The Center for Cognition and Neuroethics

Who We Are

The Center for Cognition and Neuroethics (CCN) is a joint venture between the Philosophy Department at the University of Michigan-Flint and the Insight Institute of Neurosurgery and Neuroscience (IINN).

CCN supports interdisciplinary ventures with the conviction that the skills and knowledge that individuals from different disciplines and professions bring to a partnership enrich and inform the others, thereby creating unique, synergistic research that would not be possible in an isolated disciplinary environment.

What We Do

CCN breaks down barriers that exist between scholarly disciplines and that surround professions. We support research activities across multiple fields and professions by creating, fostering, and supporting collaborations and communication across student and professional spheres. From opening doors for students to advancing careers of professionals, from working with local clinicians to collaborating with scholars around the world, our activities set in motion intellectual and creative growth that will have long-lasting and valuable impact.


Our Mission is to inspire students and professionals to challenge and transform ideas, to provide valuable communal and research spaces, to provide the point of interaction that create opportunities for connections, collaborations and partnerships, and to connect sympathetic scholars, policy makers, activists, artists, teachers and students throughout the world. Underlying all CCN operations is one simple question: is there a better way? In everything we do, we seek out and implement better approaches to help us achieve CCN’s goals efficiently and to optimally support the efforts of our project partners.


Dr. Shah on CCN

In an interview by the University of Michigan-Flint, Dr. Jawad Shah, neurosurgeon, CCN Co-Director and Advisory Board Member, and President of the Insight Institute of Neurosurgery and Neuroscience (IINN), discusses the creation of CCN.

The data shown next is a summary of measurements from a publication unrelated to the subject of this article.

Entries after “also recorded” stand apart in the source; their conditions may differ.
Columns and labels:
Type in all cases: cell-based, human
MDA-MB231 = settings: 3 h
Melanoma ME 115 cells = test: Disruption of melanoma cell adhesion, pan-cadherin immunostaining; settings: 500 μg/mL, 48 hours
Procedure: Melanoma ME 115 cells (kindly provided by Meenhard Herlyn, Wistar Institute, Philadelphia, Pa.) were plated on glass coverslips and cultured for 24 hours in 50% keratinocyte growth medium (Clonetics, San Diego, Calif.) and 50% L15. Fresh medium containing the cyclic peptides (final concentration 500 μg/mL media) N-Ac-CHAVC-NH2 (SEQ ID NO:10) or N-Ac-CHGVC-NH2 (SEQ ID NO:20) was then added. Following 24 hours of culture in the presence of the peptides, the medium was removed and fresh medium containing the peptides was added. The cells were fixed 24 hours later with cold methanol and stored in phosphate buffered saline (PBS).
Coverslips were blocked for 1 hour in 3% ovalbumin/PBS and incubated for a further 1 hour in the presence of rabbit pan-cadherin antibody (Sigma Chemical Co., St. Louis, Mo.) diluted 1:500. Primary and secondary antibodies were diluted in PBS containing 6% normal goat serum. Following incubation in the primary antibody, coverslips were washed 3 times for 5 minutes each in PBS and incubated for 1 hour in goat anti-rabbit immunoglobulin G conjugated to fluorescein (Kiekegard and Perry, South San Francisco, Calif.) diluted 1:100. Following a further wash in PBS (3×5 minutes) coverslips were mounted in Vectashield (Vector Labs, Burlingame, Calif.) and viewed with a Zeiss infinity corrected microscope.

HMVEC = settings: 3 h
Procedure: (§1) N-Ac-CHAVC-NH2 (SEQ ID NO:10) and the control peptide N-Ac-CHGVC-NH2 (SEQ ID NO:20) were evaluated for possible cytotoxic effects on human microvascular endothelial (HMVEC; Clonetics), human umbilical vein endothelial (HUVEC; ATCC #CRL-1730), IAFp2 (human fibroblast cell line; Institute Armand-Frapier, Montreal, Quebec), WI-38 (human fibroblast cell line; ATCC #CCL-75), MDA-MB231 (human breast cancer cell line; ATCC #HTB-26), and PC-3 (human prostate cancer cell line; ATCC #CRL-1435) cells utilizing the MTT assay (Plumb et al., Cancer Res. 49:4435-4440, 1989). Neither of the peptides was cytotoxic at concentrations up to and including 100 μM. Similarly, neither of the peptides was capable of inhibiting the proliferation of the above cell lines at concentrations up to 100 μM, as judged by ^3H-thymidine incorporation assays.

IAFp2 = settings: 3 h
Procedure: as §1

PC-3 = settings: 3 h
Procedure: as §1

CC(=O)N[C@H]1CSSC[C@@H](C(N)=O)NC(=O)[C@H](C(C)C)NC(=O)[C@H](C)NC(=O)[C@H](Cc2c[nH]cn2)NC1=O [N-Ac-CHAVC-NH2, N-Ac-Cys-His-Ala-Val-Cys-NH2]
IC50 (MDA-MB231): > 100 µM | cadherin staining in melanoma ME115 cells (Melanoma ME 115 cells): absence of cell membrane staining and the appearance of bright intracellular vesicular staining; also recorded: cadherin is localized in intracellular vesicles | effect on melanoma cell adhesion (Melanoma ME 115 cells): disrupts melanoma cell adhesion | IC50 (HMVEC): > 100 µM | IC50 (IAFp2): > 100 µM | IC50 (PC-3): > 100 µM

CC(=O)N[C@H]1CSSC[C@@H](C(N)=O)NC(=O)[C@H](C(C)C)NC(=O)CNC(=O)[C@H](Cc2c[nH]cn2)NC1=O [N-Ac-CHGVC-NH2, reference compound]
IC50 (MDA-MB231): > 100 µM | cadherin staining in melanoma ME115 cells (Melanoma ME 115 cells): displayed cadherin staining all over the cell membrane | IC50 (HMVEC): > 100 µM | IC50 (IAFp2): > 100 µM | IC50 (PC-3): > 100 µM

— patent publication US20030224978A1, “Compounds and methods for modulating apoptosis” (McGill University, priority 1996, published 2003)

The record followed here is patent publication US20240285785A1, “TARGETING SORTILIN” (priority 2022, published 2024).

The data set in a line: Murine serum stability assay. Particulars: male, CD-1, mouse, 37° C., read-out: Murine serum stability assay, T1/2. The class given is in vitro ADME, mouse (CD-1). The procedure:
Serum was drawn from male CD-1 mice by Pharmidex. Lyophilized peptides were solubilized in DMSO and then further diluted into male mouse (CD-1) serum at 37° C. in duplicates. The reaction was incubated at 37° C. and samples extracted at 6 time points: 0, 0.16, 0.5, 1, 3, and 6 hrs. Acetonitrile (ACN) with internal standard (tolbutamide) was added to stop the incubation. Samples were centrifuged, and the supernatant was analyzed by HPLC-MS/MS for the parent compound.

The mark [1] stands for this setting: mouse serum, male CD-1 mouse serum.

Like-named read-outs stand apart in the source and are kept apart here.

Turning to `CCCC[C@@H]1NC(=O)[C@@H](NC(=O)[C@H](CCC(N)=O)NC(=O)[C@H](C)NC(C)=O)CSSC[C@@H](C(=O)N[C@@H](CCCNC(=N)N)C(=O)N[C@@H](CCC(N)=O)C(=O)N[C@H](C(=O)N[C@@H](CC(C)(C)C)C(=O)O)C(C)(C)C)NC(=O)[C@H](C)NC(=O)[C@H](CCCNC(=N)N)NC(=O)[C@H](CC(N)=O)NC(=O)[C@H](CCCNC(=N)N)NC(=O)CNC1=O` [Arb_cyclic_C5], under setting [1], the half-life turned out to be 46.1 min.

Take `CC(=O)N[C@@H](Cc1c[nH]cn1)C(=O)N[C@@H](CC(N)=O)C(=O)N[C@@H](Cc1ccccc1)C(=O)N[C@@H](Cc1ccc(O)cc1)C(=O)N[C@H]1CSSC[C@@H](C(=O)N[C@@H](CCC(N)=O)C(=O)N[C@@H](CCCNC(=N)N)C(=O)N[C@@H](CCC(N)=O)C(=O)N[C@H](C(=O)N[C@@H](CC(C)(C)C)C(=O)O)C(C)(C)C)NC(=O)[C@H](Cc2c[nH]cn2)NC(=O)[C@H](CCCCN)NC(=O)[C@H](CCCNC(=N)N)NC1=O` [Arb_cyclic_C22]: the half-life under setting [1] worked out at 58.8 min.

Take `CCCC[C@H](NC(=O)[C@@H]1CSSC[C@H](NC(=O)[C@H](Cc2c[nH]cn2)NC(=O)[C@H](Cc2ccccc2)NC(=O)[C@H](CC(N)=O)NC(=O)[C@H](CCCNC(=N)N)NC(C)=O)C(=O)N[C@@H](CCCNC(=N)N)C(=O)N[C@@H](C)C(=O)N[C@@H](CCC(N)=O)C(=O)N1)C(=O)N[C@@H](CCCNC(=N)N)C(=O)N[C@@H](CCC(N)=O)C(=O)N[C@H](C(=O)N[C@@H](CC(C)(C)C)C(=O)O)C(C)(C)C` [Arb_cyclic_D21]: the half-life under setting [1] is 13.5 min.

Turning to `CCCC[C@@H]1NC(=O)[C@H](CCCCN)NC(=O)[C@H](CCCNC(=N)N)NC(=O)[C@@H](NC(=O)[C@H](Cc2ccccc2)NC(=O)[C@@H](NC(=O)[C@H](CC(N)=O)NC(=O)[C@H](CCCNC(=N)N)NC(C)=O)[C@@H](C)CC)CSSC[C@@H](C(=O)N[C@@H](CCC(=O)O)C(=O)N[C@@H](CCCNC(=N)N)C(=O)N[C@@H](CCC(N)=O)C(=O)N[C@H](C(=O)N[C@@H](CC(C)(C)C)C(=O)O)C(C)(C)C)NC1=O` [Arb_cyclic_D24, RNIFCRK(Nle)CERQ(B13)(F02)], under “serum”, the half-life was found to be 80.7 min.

Our Projects


Ethics and the Brain

Scientific progress raises a myriad of difficult questions about our place in the world, human purposes and values, and the legitimacy of educational, social, legal, medical and political policies that both assume and affect human abilities, choices, and actions. CCN organizes projects that bring together scholars and thinkers from all fields, professions and disciplines to explore the complex relationship between what research is telling us about how humans work and the implications of founding social policies on scientific claims.

At their most fundamental level, humans form values and make choices. Understanding the values they have and the choices they make requires understanding how we experience ourselves and our world which, in turn, requires that we more fully understand how how humans think, reason, deliberate, and perceive. 

In particular, CCN’s Ethics and the Brain Project organizes and supports events that address the following topics: 

  • pain and suffering, medical treatments and research foci

  • health and well-being, healthcare policies practices

  • values, goods and rights, moral education and development

  • reasoning and deliberation, counseling and therapy

  • sensation, perception and experience

  • memory, identity and self-awareness

  • moral accountability and legal responsibility, state punishment and penal policies

  • learning, educational structures and policies

  • creativity, literary, artistic and musical invention and expression

  • beauty, appreciation, express

Benedicte Veillet
Ethics and the Brain Project Director

Ethical Urban Living

Urban areas are towns, cities, and suburbs that feature high population densities situated in a built-up physical landscape. Within these spaces, social policies and legal institutions have a dramatic effect on the way we are able to live our lives, from quality of water, air and food issues to employment, educational and cultural opportunities and experiences; from matters of public and private health, safety and security to the expression of justice, liberty and freedom. Thus urban areas are the perfect place to see both how practices, both just and unjust, well-reasoned and ill-conceived, take effect.